Beck on Palin's "death panel" claim: "I believe it to be true." On his radio show, Fox host Glenn Beck stated, "So, why is there no more discussion than there is on Sarah Palin and what she said over the weekend that there would be ... [a] death panel for her son Trig. That's quite a statement. I believe it to be true, but that's quite a statement." [The Glenn Beck Program, 8/10/09]

Napolitano called Palin's claim "a legitimate concern from a fair reading of this bill." On his Fox News Radio show, Fox News senior judicial analyst Andrew Napolitano said:

NAPOLITANO: I mean, at first, I thought that Governor Palin was a little over the top over the weekend when she put on her Facebook the potential for panels of health care professionals from the government to talk to you about suicide and euthanasia. But if you read segments of this bill, the language is so loose, it allows the Department of Health and Human Services to set up panels of experts to advise doctors and patients on various things.

Think about it. If it's federal money, the federal government can say, we're not gonna give Grandma a new knee, or Grandma a new kidney. We're just gonna give her painkillers. We're gonna save that money for that knee or that kidney for somebody who's 25 instead of somebody who's 85. That is power that Americans have never conferred on the government. That was Governor Palin's concern, and that is a legitimate concern from a fair reading of this bill, which most members of Congress have not done. [Brian & The Judge, 8/10/09]

Other conservatives have dismissed Palin's claim

David Brooks: "That's crazy." On NBC's Meet the Press, host David Gregory said to conservative New York Times columnist David Brooks, "There is the rhetoric; there's also the question of what's true and what's false in what people are arguing about this notion of a death panel." Brooks responded, "Again, that's crazy. If the -- the crazies are attacking the plan because it'll cut off granny, and that -- that's simply not true. That simply is not going to happen." [Meet the Press, 8/9/09]

Larry Elder: Palin's "death panel" comment is "over the top," "irresponsible," "incendiary." Libertarian radio host Larry Elder said of Palin's comment, "I don't know what she was referring to; I suspect she was referring to one proposal that had a voluntary panel that would look at certain kinds of health care decisions. But to call it a death panel, I agree with Ron [Reagan], is over the top." Asked whether "saying things like that takes away from the debate," Elder replied: "I think any kind of irresponsible comment takes away from the real issue here, and that is whether or not you can provide universal coverage, high quality, at low cost. Any kind of incendiary comment takes away from that debate." [CNN's American Morning, 8/10/09]

From the August 10 edition of CNN's American Morning:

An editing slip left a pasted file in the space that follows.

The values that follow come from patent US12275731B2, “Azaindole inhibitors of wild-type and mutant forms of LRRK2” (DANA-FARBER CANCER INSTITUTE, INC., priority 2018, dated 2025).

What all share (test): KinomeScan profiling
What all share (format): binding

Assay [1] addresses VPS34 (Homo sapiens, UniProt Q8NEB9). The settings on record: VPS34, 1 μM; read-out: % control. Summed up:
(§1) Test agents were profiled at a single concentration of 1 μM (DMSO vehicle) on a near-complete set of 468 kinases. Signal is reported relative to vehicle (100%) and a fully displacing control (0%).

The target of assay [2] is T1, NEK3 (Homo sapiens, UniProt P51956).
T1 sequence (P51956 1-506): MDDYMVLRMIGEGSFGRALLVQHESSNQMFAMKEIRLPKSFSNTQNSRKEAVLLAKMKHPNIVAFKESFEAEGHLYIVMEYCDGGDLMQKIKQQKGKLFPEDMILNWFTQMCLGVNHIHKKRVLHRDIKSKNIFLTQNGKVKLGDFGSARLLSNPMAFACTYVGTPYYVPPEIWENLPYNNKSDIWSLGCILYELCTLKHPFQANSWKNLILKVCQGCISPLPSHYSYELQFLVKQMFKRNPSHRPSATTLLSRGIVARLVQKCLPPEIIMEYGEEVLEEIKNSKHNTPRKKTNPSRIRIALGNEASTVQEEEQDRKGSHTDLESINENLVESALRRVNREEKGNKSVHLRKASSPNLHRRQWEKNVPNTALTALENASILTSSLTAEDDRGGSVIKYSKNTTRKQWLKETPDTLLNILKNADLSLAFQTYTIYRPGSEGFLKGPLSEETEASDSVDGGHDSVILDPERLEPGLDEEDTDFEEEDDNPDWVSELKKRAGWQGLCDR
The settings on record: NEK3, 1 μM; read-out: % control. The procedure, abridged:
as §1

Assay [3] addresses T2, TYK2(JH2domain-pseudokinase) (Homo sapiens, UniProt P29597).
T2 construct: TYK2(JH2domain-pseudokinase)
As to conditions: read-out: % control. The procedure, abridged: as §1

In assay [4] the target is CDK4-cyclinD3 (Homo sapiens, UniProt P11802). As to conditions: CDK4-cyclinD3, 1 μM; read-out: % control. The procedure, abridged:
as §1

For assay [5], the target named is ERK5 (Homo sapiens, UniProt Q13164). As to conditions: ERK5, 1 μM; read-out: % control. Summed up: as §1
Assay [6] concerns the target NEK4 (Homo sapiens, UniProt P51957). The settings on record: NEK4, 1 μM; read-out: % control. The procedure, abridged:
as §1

KIRAN CHETRY (co-host): This is what Sarah Palin said -- or wrote -- "The America I know and love is not one in which my parents or my baby with Down syndrome will have to stand in front of Obama's," quote, "death panel." She also called it "evil." What is your reaction to what she said on Facebook?

RON REAGAN (radio host): You know, Sarah Palin only needs a red rubber nose and some exploding shoes, and she could go to work for Barnum and Bailey. The fact that we give this clown any time at all is shocking and silly and a little bit stupid. So, you know, I find that offensive, frankly, and Larry, it's a perfect example of the sort of dishonesty that's being peddled out there in this debate.

CHETRY: Larry, were you -- what did you think of Sarah Palin's comments?

ELDER: Well, I think, certainly, it is unfair to call her a clown and stupid.

REAGAN: Oh, I don't think so.

ELDER: There are about four or five competing programs -- competing programs in the Congress, and we don't know what's going to come out. So I don't know what she was referring to; I suspect she was referring to one proposal that had a voluntary panel that would look at certain kinds of health care decisions. But to call it a death panel, I agree with Ron, is over the top -- especially since we don't know what's going to come out of Congress, what's going to come out of the House, what's going to come out of the Senate, and then they have to reconcile the two bills when they do come out.

CHETRY: But I'm just saying, Larry, as a conservative --

ELDER: So we're a long way to finding out what the details are.

CHETRY: As a conservative commentator, do you think that saying things like that takes away from the debate -- just feeds into the argument on the other side that, at times, perhaps, people are greatly exaggerating what may or may not happen?

ELDER: I think any kind of irresponsible comment takes away from the real issue here, and that is whether or not you can provide universal coverage, high quality, at low cost. Any kind of incendiary comment takes away from that debate, just as throwing pies at people like Ann Coulter and my good friend David Horowitz and William Kristol takes away from their debate.

From the August 10 edition of Fox News' Fox & Friends:

GRETCHEN CARLSON (co-host): Every single member of Congress should be held to some sort of a level up here, and they should all be asked whether or not they have read this bill. If, in fact, this op-ed is true and it's the most important domestic debate out there.

KILMEADE: It's 17 percent of the economy, $2.4 trillion in costs are out there, and basically everyone's talking about seniors, and they're talking about the middle class and affordable health care. If the upper class is paying for the next two classes, and are seniors going to be in front of the death panel? And then just as you think, OK, that's ridiculous, then you realize there's provisions in there that seniors in the last lap of their life will be sitting there going to a panel --

STEVE DOOCY (co-host): Sure.

KILMEADE: -- possibly discussing what the best thing for them is.

From the August 10 edition of Fox News Radio's Brian & The Judge:

NAPOLITANO: I mean, at first, I thought that Governor Palin was a little over the top over the weekend when she put on her Facebook the potential for panels of health care professionals from the government to talk to you about suicide and euthanasia. But if you read segments of this bill, the language is so loose, it allows the Department of Health and Human Services to set up panels of experts to advise doctors and patients on various things.